“The Bleeding Edge isn’t as laser-focused as [director Kirby] Dick’s most accomplished efforts, yet it’s certainly effective at bringing out the natural anger of its topic.”
by Ken Bakely
Kirby Dick’s films move with an encompassing energy. Witnesses and experts are given equal yet compartmentalized places in the abstract, but his movies succeed where many standard advocacy documentaries fail, gradually entwining them in a portrait of a larger society racked by issues otherwise thought to be on the peripheries. He’s found success with this style, from the playful This Film Is Not Yet Rated to the moving The Hunting Ground. Deceptively simplistic in execution, it requires great skill in merging approaches that appeal to both the post-Michael Moore populism in the mainstream successes of the subgenre, and the careful rigor of its traditionalist, sociological ideals. The Bleeding Edge isn’t as laser-focused as Dick’s most accomplished efforts, yet it’s certainly effective at bringing out the natural anger of its topic: the disastrous consequences of effectively untested medical implants, and the pharmaceutical corporations behind them.
Dick frames his examination through a support group for women who have suffered the side effects of Essure, a permanent female birth control device that consists of small metal coils inserted into the fallopian tubes, scarring the tissue around them to keep sperm from reaching eggs. While incidents of pain and bleeding have been widespread from its introduction, manufacturer Bayer has used its considerable clout to sweep it under the rug. The Bleeding Edge spends a plurality of its time on the Essure story, documenting their eventually successful efforts to get the product off the market. But similar fates have yet to befall other dangerous products – including cobalt hip implants, which can cause dementia-like symptoms should the cobalt dissolve into the bloodstream; and a robot-guided surgical procedure leading to colonic prolapse, as explained by patients in horrifying interviews.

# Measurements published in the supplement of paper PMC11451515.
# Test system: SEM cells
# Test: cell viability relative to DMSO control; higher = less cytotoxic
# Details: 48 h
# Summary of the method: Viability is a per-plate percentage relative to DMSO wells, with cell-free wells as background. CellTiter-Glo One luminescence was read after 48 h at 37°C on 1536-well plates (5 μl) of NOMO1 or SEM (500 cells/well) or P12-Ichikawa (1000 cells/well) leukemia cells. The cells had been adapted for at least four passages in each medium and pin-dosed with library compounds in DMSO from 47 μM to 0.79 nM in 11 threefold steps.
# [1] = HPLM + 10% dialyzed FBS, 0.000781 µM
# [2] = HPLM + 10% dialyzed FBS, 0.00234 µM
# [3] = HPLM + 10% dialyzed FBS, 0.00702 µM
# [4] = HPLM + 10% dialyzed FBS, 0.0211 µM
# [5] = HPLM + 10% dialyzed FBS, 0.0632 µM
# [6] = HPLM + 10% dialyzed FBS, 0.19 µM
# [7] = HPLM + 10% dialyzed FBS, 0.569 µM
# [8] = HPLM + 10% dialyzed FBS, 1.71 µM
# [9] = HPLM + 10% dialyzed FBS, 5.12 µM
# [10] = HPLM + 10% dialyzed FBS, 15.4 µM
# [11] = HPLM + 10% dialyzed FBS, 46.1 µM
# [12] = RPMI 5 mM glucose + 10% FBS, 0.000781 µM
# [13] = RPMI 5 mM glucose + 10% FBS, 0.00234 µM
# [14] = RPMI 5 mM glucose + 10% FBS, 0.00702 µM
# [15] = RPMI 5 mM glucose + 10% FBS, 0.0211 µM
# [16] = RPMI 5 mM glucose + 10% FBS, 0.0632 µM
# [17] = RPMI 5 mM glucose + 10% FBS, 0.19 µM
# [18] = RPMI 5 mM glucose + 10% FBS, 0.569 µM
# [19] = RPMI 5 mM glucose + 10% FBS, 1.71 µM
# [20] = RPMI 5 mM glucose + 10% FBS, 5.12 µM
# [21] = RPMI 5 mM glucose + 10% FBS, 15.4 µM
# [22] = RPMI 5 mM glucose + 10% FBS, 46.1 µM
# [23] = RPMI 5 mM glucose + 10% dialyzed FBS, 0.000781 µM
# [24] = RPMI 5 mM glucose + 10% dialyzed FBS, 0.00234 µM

The Bleeding Edge is primarily an indictment of the corporations who, in their efforts to net the latest profits, have completely disregarded any human consequences to their work. There’s more to the equation of how these products are entering the marketplace to begin with, but the film’s shift towards the revolving door between corporate boards and the leadership of regulatory agencies is underworked. It’s cut in towards the last act; in order to finish the arc of the Essure thread, primarily taking place in the form of one quick graphics package. This is essentially what Dick’s thesis is built upon, but he’s so inclined to maintain our attention that he fails to draw vital connections.
Unlike many of his prior targets, there isn’t pre-existing public scrutiny towards new implants or healthcare professionals having to decide for themselves when they’re qualified to commandeer a robotic surgical aid. That’s likely where his mostly expository approach comes from. However, this is where the movie’s structure and priorities become fuzzied. For a large portion of the runtime, its problems come without context or political agency. They’re stuck in the realms of the invisibly personal, and as a big picture, they’re unquantifiable. If the point of film criticism is to discuss the mechanics and social impact of a movie and its place in the wider world, then shouldn’t a documentary, as a film, access the canvas of the medium? Regardless of the agreeability of the content, there’s a perceptual spark missing. Dick’s journalistic restlessness is admirable, but it’s more apt for a book or longform article than to stand alongside the output of his past.
Still, he’s an efficient director, and he makes good use of a specific economy that emphasizes the onscreen reality, avoiding the pitfalls of other editorialized documentaries in becoming too caught up in their own sermonizing style. We are absorbed in the moment, regardless of the uneven buildup. And finally, there’s this final hit of vigilance that’s distinctly cinematic – from the faces of individuals, working towards their goals of a safer, more altruistic humanity – connecting them to our newfound awareness of a problem very much in the present tense. The Bleeding Edge finishes as strongly as can be. Despite the difficulties Dick comes across in getting there, he operates with the same sharp, perceptive, multidimensional strength that has kept him a cut above his contemporaries.